The line about escaping the prison of the flesh evokes cyberpunk’s gnostic motif as well as its glam-despair over the neoliberal dystopia. The book’s message is that energy, passing through youth, transforms society whether anyone likes it or not. In that case, the appurtenances of literature, or of a more formalist—in the sense of defamiliarizing—approach to comics storytelling à la Alan Moore, could only get in the way, like the old lumbering Cold War nation-state with its secrets and bureaucracies.
After the world-spirit strips off the flesh of our anti-hero and his nation—and there is much Cronenbergian body horror in Akira too: evolution figured grotesquely as bulbous, venous carcinogenesis—there is a chance to rebuild. As the punkest theorists of the high theory era warned, deterritorialization will be accompanied by reterritorialization. Though our surviving heroes leave the letter “A” for their sign, it stands for Akira—power—not anarchy. They throw the Americans out of Japan, reconstitute the sovereign nation, and ride through a cityscape restoring itself around them in one of the best endings of a graphic novel I can remember, its implicit nationalism aside.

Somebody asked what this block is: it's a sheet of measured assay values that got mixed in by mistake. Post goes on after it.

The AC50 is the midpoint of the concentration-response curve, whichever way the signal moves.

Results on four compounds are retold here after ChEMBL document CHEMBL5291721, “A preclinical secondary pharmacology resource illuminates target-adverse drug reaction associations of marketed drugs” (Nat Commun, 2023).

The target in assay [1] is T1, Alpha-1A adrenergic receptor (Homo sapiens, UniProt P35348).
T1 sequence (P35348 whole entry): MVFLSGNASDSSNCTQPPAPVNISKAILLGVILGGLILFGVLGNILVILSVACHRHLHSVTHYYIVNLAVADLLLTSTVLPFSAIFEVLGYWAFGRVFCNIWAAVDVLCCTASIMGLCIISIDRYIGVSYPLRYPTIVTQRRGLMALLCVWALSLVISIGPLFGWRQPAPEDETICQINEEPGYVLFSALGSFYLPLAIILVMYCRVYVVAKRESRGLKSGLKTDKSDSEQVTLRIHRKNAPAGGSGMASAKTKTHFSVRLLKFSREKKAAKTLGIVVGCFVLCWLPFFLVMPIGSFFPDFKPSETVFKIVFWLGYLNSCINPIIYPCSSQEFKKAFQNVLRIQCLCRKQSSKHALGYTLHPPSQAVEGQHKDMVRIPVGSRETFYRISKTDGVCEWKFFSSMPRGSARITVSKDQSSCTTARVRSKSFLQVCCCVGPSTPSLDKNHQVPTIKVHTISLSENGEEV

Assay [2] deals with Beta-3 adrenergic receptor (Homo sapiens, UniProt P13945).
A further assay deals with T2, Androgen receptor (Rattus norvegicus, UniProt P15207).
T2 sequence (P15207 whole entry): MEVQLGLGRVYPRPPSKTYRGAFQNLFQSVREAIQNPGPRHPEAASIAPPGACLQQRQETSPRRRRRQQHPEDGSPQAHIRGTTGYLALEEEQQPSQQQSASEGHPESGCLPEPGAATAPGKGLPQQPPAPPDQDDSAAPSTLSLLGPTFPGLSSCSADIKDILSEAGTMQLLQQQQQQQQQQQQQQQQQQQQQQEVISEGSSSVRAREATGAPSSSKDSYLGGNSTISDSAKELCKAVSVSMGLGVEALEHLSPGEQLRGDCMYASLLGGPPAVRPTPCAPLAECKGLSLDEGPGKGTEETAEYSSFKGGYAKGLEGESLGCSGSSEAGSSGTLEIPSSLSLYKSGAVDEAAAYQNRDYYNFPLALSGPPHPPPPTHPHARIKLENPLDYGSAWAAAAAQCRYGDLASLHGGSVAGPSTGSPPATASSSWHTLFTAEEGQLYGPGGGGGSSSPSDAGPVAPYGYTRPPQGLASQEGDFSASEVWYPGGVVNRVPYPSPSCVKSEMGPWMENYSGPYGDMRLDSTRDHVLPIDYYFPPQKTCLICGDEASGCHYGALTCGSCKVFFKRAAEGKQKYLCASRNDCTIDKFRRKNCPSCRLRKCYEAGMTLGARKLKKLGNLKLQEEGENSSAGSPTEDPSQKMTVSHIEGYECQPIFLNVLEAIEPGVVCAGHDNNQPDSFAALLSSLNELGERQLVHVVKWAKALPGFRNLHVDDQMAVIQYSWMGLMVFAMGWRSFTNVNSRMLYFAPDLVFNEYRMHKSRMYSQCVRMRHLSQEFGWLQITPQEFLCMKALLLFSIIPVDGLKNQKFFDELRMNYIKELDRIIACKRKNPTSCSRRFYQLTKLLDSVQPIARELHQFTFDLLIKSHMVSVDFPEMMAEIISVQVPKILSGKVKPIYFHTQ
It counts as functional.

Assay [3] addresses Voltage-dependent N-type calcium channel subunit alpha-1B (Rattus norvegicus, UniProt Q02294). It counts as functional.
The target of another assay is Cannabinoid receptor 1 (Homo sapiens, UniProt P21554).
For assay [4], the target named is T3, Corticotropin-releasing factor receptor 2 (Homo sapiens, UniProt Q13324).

Akira cannot exactly be read—only withstood. A work singularly obsessed with the ruins of modernity is one of the popular monuments of an age we have lost or are losing; it showed us images that allow us to see the present already under the sign of apocalypse. That it is the Futurist manifesto of comics modernism makes it an object all the more fascinating in our fallen present.